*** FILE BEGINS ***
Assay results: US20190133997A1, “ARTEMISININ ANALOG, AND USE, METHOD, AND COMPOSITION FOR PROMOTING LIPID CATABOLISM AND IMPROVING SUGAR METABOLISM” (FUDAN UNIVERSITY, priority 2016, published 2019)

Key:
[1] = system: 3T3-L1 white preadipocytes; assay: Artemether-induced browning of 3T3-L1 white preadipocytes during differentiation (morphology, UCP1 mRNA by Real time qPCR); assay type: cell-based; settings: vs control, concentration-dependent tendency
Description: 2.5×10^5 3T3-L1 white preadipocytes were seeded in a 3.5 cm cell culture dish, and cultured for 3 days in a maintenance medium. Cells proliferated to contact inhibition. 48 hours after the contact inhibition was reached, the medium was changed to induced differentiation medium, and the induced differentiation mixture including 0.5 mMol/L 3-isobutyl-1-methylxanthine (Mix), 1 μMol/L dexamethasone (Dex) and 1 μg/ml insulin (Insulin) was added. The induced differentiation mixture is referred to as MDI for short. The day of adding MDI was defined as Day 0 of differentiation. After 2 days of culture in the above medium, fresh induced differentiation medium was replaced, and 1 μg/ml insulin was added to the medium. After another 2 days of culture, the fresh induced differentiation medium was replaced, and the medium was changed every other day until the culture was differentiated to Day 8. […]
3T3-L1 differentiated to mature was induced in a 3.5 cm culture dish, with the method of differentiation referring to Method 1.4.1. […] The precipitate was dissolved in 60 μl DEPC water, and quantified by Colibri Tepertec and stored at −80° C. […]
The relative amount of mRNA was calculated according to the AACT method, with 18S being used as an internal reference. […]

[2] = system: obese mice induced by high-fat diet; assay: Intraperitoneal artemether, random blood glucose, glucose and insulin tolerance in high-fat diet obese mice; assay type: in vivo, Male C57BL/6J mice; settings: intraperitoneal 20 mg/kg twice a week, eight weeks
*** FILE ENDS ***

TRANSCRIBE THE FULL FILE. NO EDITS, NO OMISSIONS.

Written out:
Assay results: US20190133997A1, “ARTEMISININ ANALOG, AND USE, METHOD, AND COMPOSITION FOR PROMOTING LIPID CATABOLISM AND IMPROVING SUGAR METABOLISM” (FUDAN UNIVERSITY, priority 2016, published 2019)

Key:
[1] = system: 3T3-L1 white preadipocytes; assay: Artemether-induced browning of 3T3-L1 white preadipocytes during differentiation (morphology, UCP1 mRNA by Real time qPCR); assay type: cell-based; settings: vs control, concentration-dependent tendency
Description: 2.5×10^5 3T3-L1 white preadipocytes were seeded in a 3.5 cm cell culture dish, and cultured for 3 days in a maintenance medium. Cells proliferated to contact inhibition. 48 hours after the contact inhibition was reached, the medium was changed to induced differentiation medium, and the induced differentiation mixture including 0.5 mMol/L 3-isobutyl-1-methylxanthine (Mix), 1 μMol/L dexamethasone (Dex) and 1 μg/ml insulin (Insulin) was added. The induced differentiation mixture is referred to as MDI for short. The day of adding MDI was defined as Day 0 of differentiation. After 2 days of culture in the above medium, fresh induced differentiation medium was replaced, and 1 μg/ml insulin was added to the medium. After another 2 days of culture, the fresh induced differentiation medium was replaced, and the medium was changed every other day until the culture was differentiated to Day 8. […]
3T3-L1 differentiated to mature was induced in a 3.5 cm culture dish, with the method of differentiation referring to Method 1.4.1. […] The precipitate was dissolved in 60 μl DEPC water, and quantified by Colibri Tepertec and stored at −80° C. […]
The relative amount of mRNA was calculated according to the AACT method, with 18S being used as an internal reference. […]

[2] = system: obese mice induced by high-fat diet; assay: Intraperitoneal artemether, random blood glucose, glucose and insulin tolerance in high-fat diet obese mice; assay type: in vivo, Male C57BL/6J mice; settings: intraperitoneal 20 mg/kg twice a week, eight weeks